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This rigorous, self-contained book describes mathematical and, in particular, stochastic and graph theoretic methods to assess the performance of complex networks and systems. It comprises three parts: the first is a review of probability theory; Part II covers the classical theory of stochastic processes (Poisson, Markov and queueing theory), which are considered to be the basic building blocks for performance evaluation studies; Part III focuses on the rapidly expanding new field of network science. This part deals with the recently obtained insight that many very different large complex networks – such as the Internet, World Wide Web, metabolic and human brain networks, utility infrastructures, social networks – evolve and behave according to general common scaling laws. This understanding is useful when assessing the end-to-end quality of Internet services and when designing robust and secure networks. Containing problems and solved solutions, the book is ideal for graduate students taking courses in performance analysis.Read more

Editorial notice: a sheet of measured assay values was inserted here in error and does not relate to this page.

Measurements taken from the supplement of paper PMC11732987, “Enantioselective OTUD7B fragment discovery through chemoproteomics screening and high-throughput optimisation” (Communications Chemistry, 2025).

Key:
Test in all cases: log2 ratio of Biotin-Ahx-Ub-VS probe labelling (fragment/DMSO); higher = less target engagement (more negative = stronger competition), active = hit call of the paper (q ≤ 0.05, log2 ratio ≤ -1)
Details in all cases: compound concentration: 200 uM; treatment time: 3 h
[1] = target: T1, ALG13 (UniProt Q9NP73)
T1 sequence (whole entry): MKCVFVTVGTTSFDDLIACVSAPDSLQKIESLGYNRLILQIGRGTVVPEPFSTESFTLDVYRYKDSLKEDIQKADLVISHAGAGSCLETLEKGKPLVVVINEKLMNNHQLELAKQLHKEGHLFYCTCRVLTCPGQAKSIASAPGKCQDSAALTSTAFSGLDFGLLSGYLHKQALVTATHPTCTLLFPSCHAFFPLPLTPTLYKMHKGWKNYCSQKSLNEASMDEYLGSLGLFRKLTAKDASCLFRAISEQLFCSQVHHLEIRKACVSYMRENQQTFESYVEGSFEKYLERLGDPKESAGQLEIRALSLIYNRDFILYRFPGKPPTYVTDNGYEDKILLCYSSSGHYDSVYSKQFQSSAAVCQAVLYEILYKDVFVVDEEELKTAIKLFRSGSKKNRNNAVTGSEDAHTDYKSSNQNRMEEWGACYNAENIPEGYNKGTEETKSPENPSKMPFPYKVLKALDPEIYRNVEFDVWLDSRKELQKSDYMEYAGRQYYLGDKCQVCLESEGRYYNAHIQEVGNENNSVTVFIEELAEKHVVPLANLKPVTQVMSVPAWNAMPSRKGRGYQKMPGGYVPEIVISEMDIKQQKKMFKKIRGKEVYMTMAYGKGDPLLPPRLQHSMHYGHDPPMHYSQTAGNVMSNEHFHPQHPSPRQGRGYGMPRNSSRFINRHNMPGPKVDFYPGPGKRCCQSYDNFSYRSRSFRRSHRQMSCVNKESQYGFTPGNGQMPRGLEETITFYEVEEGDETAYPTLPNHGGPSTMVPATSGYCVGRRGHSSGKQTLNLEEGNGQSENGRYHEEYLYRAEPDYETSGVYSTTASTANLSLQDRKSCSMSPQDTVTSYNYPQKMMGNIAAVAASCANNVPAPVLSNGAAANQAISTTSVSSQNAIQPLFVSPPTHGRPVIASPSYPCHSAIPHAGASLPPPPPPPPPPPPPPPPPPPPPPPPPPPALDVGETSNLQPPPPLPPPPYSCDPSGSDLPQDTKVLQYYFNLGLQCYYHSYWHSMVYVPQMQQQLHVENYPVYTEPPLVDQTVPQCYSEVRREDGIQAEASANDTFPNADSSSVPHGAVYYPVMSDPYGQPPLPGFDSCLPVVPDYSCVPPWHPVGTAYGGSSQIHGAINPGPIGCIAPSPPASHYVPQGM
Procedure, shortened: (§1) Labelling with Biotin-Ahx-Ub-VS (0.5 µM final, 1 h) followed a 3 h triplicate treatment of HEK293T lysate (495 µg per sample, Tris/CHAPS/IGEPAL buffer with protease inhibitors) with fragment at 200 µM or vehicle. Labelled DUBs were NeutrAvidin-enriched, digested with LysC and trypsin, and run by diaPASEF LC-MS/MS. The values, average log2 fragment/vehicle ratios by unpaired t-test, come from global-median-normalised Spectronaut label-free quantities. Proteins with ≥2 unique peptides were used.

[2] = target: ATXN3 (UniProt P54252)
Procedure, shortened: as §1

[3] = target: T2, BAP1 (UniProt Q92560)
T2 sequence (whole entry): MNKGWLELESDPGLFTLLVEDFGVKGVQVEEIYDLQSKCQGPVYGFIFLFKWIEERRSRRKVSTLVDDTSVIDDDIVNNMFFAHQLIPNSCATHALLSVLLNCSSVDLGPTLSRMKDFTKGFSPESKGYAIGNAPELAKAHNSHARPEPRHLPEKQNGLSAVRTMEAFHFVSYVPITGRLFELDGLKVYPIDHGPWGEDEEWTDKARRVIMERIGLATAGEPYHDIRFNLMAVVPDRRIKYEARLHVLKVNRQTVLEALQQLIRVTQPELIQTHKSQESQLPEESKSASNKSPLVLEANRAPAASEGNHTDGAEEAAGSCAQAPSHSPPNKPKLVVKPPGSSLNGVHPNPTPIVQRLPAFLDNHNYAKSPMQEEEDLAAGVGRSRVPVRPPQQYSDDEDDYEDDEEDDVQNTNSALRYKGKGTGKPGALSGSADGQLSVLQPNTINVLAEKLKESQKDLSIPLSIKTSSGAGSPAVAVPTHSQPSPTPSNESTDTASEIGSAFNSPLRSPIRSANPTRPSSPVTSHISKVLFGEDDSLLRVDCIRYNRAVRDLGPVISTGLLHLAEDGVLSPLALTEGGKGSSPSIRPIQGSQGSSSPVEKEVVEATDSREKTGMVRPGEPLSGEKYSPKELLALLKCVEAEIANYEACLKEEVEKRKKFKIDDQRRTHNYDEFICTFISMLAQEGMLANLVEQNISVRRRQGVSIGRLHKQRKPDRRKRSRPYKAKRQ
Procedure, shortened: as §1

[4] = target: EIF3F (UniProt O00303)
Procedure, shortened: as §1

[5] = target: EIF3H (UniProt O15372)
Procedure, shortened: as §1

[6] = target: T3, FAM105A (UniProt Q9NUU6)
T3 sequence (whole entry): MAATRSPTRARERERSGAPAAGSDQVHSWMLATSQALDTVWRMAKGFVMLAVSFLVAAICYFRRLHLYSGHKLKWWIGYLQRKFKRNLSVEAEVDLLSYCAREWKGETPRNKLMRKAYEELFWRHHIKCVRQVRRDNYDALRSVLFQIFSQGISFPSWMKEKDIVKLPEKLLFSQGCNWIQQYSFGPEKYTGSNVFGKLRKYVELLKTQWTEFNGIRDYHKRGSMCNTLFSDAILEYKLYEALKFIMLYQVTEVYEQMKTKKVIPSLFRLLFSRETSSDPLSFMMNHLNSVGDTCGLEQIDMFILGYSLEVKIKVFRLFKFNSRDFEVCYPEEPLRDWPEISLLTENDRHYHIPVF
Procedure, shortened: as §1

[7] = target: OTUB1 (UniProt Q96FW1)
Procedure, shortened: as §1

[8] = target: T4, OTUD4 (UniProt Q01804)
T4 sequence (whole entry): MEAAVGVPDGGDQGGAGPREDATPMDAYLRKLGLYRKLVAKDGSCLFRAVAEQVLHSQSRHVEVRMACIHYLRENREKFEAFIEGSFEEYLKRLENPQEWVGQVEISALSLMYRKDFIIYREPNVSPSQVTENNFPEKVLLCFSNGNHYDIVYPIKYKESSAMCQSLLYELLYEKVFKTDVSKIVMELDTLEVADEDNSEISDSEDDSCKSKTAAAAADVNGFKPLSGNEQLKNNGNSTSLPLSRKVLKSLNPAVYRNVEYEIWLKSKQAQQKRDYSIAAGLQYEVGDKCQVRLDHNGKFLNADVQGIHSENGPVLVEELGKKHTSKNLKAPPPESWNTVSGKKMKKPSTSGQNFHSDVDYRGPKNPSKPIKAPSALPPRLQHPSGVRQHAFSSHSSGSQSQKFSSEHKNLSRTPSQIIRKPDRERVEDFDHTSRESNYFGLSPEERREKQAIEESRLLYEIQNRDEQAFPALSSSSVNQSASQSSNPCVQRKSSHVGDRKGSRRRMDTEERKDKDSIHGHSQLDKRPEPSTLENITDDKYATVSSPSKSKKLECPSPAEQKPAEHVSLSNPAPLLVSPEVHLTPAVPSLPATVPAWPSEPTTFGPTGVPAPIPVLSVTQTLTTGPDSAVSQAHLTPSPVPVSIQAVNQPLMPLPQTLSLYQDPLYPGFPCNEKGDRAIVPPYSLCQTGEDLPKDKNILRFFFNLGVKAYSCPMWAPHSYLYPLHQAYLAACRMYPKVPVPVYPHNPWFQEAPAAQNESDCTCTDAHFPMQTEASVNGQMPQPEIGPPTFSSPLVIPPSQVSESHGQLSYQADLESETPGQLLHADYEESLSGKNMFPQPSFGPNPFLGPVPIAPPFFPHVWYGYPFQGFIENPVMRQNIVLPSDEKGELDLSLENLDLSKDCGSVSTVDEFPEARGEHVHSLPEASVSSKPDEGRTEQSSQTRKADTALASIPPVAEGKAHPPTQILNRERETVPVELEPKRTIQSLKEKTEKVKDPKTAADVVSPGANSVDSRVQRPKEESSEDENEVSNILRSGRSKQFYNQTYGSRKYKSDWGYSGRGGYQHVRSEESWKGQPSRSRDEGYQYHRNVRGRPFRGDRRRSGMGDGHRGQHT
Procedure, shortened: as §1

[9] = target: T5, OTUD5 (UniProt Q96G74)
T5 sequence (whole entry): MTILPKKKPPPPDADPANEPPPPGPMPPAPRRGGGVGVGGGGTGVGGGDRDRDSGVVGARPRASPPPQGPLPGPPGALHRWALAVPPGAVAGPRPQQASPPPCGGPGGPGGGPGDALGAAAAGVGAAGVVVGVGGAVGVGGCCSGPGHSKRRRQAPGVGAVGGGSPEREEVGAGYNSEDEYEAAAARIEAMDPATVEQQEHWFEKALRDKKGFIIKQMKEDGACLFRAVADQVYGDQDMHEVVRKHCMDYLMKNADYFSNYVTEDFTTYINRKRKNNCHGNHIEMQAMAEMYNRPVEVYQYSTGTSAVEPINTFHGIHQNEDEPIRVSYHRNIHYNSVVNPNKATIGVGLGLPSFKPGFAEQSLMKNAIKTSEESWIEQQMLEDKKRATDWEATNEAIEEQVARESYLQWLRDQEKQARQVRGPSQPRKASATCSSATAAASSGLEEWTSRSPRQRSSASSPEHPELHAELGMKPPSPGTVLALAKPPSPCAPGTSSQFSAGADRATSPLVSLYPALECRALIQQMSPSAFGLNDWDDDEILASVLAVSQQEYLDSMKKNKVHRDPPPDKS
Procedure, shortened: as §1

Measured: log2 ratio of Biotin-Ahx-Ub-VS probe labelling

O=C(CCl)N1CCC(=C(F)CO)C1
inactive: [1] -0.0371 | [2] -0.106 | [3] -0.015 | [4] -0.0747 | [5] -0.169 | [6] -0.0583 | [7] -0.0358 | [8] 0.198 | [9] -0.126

- Covers the basics of probability and includes problems and solved solutions, making the book self-contained and ideal for self-study
- Emphasises rigorous mathematical derivations, providing computational methods to solve realistic network problems analytically
- Dedicates a full chapter to a complete overview of SIS epidemics on networks
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- Date Published: June 2014
- format: Hardback
- isbn: 9781107058606
- length: 688 pages
- dimensions: 253 x 178 x 40 mm
- weight: 1.38kg
- contains: 103 b/w illus. 4 tables 104 exercises
- availability: Available
Table of Contents
Part I. Probability Theory:
2. Random variables
3. Basic distributions
6. Limit laws
Part II. Stochastic Processes:
7. The Poisson process
8. Renewal theory
9. Discrete-time Markov chains
10. Continuous-time Markov chains
11. Applications of Markov chains
12. Branching processes
13. General queueing theory
14. Queueing models
Part III. Network Science:
15. General characteristics of graphs
16. The shortest path problem
17. Epidemics in networks
18. The efficiency of multicast
19. The hopcount and weight to an anycast group
Appendix A. A summary of matrix theory
Appendix B. Solutions to problems.
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